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Say we have 10 classes. We have obtained two kinds of clusters in an unsupervised manner. One type is heavily clustered, i.e, say it shows only 4 clusters and one heavily cut, i.e, it shows say, 20 clusters. You can assume that clustering is being done properly, i.e similar ojects don't occur in different clusters in the first type of clustering and, only similar objects are present in heavily cut clustering. Now, using these clusters (4 and 20), is there some way to better our clustering and bring the number of clusters close to the real value?

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  • $\begingroup$ If you know you have 10 classes, why are you doing cluster analysis rather than some form of classification? $\endgroup$
    – Peter Flom
    Jul 3, 2017 at 11:09
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    $\begingroup$ I am testing my algorithm I have written for a task and, trying to improve it. Changing the parameters of it produces the said affect. That's why I wanted to know if I could post process to improve the clusters I get from my algorithm $\endgroup$
    – Gopick
    Jul 3, 2017 at 11:14

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Assume you don't want to use any information about the objects except the information provided by the clustering results. Then an object is defined by a pair $(a,b)$ where $a$ is its cluster in the first clustering, $b$ in the second. There are up to $80=4\times 20$ different points.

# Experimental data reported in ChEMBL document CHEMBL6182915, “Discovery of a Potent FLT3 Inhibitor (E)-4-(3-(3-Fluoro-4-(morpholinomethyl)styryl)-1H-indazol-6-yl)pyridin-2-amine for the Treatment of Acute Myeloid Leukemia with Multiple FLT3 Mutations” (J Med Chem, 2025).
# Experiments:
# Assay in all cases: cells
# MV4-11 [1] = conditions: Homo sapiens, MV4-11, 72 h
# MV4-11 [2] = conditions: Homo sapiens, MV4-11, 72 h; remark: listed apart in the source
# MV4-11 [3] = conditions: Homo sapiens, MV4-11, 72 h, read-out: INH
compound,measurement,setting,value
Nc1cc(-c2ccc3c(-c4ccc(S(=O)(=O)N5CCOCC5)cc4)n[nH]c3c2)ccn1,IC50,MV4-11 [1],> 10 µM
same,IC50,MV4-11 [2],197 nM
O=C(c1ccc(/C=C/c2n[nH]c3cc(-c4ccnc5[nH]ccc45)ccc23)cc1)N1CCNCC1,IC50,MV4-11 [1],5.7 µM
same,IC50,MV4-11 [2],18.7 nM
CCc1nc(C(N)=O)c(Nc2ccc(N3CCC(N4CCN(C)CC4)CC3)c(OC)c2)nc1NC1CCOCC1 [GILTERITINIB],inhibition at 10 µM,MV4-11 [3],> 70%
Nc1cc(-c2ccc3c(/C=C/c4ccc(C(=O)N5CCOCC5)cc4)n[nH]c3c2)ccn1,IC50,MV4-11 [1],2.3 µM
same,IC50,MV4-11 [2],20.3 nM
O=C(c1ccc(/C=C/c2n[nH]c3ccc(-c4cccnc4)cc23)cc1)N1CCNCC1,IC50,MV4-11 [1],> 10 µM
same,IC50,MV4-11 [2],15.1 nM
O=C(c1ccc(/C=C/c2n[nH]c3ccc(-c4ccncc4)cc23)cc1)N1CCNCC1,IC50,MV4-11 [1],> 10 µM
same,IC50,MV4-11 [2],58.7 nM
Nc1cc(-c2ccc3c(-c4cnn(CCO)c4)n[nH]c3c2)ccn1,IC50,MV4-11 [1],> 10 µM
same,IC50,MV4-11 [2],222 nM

If the second clustering is a sub-clustering of the first (each small cluster is included in a big cluster), then this approach is useless. The thing is interesting when $a$ and $b$ are not totally correlated.

You can cluster the points with a distance like : $$d((a;b),(a'b'))=1_{a\neq a'} + \beta1_{b\neq b'} $$

I would naturally use $\beta<1$. Maybe you can use hierarchical clustering with a well found linkage criterion (maybe mean linkage) : https://en.wikipedia.org/wiki/Hierarchical_clustering.

You can alternatively represent objects as $4+20=24$ dimensional points : $(a;b)=\vec e_a+\beta \vec e_b$ (bag of words where a "word" is belonging to a certain cluster) and do a K-means with Euclidean distance.

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